NCG’s columnist Robert Rock on Jamie DonaldsonOctober, 2014 News & Tour
Watching my old mate Jamie in the Ryder Cup was inspiring
ANYONE who has played under Paul McGinley – I was lucky enough to do so in two Seve Trophy matches – will tell you how meticulous he is and that really came across at Gleneagles.
It didn’t surprise me the lengths he went to in getting to know and get the best out of his players. I’m good mates with Jamie Donaldson and was chuffed to watch him secure the winning point and play so well all week. He’s probably the same golfer, with the same skills, that he was a few years ago but now he has the real inner belief.
We both used to get a bit frustrated that we weren’t winning tournaments a few years ago and, since his victory in Ireland, it’s done wonders for his game and he’s been playing great ever since. Now he’s got over the line he doesn’t question himself any more and where he is on the world rankings (25th) is where he thinks he should be.
Jamie is steady and reliable off the tee but his short game is awesome and I’m constantly trying to pick his brains on chipping and putting. He seems to find putting really easy and has a lot of shots around the green.
At St Andrews a couple of years ago we were messing about on a tee waiting for the green to clear and trying to clear the advertising boards when he managed to hit one backwards which I’ve never seen before.
His coach got it on camera and it was really weird to watch – it went straight up and a little bit backwards. So, if you have got that sort of control on the clubface, then you are going to be pretty good.
Thankfully my own game has improved over the past few weeks and I’m back going in the right direction again. My putting has been very ordinary for a long time and I’ve now changed to a putter without any alignment aids which I maybe haven’t done for about 10 years. It has just made the stroke a little less careful and my speed has improved and that’s the big point of putting.
There have been a few improvements in my chipping, my irons have been a bit sharper, I’m playing courses I like and, all of a sudden, it’s starting to happen. I’ve also got a new TaylorMade JetSpeed 3 wood which goes the same distance as my old 13˚ 3 wood but on a higher, softer-landing flight. I can now use it off the tee and get closer at par 5s and that is so important on tour.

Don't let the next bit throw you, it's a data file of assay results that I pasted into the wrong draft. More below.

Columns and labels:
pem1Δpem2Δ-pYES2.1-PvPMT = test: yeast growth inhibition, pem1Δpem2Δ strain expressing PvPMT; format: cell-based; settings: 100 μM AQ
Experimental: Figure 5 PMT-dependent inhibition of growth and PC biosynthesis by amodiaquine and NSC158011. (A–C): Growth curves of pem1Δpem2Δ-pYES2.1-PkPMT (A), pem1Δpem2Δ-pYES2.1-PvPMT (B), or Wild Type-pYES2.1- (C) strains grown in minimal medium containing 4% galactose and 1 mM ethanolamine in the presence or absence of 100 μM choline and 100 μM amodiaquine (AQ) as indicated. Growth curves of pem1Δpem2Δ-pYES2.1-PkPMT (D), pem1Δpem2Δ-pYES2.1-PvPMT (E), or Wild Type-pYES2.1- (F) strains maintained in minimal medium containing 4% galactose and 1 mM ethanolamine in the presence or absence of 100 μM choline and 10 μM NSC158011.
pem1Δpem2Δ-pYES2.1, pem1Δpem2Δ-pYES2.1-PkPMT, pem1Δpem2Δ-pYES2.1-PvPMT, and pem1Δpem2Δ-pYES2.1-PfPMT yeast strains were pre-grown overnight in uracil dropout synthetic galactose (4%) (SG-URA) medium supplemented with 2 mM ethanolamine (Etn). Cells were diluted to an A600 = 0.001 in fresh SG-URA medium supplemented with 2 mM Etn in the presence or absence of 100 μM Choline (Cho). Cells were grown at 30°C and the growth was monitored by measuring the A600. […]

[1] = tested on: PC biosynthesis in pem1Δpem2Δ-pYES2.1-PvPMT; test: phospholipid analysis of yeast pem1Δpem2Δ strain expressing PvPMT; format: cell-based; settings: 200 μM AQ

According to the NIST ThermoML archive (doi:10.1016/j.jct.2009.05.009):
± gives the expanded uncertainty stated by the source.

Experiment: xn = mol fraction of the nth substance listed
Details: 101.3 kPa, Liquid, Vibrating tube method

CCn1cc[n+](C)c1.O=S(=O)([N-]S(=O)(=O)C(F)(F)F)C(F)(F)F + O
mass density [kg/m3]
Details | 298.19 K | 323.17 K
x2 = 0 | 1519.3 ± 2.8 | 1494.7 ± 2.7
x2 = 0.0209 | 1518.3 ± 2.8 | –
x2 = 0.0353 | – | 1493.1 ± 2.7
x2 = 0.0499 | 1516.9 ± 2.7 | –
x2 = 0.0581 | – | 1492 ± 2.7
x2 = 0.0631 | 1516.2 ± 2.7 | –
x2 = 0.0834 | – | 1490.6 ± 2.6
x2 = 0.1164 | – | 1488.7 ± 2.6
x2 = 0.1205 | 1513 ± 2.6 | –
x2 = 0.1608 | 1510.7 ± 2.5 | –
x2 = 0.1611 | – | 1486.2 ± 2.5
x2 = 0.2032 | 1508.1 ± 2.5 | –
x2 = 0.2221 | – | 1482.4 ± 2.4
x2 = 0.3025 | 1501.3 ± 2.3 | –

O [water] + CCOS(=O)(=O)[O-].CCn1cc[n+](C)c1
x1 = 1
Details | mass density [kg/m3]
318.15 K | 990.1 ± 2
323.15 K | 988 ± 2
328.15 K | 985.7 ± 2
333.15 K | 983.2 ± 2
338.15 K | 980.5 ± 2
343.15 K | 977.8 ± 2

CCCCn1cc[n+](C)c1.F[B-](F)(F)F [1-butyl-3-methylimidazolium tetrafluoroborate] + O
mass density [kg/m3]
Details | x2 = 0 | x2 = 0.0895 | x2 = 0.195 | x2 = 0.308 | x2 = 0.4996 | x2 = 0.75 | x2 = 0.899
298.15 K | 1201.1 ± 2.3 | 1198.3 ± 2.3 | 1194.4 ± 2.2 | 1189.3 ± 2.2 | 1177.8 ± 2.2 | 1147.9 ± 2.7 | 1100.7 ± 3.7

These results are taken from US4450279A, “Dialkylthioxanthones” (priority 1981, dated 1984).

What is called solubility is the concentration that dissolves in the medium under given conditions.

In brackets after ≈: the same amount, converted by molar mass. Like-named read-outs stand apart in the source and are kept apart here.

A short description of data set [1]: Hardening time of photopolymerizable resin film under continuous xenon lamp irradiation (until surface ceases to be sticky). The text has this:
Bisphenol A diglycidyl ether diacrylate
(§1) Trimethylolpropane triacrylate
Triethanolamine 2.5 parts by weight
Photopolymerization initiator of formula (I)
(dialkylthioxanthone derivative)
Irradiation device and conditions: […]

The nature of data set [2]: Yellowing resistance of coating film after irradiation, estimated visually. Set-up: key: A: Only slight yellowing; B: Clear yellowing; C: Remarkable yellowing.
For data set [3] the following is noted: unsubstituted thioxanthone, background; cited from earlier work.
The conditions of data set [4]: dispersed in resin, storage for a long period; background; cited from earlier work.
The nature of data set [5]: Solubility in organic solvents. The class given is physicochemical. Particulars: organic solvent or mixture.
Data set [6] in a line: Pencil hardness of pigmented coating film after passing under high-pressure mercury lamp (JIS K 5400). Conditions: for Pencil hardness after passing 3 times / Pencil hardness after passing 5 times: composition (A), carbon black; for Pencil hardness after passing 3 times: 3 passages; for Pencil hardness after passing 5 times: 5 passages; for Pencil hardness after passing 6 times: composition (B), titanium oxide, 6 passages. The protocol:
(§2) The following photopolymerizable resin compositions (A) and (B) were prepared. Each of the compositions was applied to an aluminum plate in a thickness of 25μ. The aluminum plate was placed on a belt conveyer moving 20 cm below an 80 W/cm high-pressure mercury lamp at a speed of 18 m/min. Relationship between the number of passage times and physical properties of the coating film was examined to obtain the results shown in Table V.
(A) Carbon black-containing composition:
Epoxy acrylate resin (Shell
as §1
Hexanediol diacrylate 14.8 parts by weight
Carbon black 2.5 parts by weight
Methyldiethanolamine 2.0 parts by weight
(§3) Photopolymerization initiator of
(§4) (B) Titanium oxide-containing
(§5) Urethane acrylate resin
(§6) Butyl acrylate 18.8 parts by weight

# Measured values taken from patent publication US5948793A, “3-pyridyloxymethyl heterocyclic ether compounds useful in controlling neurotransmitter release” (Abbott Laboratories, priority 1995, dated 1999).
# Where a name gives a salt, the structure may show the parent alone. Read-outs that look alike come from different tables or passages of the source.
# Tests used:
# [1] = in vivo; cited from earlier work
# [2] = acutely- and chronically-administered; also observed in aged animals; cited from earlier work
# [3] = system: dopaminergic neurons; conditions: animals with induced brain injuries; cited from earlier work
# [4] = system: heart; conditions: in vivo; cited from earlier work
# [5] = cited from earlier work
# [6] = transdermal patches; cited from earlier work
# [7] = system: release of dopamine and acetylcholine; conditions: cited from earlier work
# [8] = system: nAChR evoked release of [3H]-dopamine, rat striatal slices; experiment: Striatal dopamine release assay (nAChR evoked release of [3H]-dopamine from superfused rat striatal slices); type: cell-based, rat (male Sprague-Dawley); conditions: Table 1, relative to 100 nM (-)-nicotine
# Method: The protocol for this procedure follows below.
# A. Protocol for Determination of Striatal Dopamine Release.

Holland was a big turning point as I was three over in the first round, and under a bit of pressure to keep my card, so making the cut was important. I was five over with 13 holes to go and managed to play the last few in five under and birdied the last two to make the weekend. That was great when you’re not playing your best or too confident about your game and I then had a good weekend and continued that in Wales.
One thing I haven’t done very much this season is have a good Thursday. If you can do that, then it takes the pressure off and you get into the week.
At Celtic Manor I began with a 67 and finished with a 65 and only finished three behind the winner Joost Luiten.
This was my first top 10 since Dubai so that was a long time ago and, looking back over the whole week, I probably had my chances to win but was more than happy to finish where I did.
Your week can turn on one or two shots and that week I reacted well. The 14th is the hardest hole on the course. They moved the tee up on the Saturday and maybe I hadn’t quite done enough homework earlier in the week to get the line right into the wind. I was first on the tee, got the line wrong, finished in the water and then had to tee it up from the same spot and made a double bogey. We then had a go-for-it moment on the 18th where we had 240 yards to go. If you came up short there was a chance of another double but I hit the green and a birdie made the day an OK one and the Sunday was the best round of the year.
So now I’m looking forward again and a few good weeks could see me get into the top 60 and into Dubai.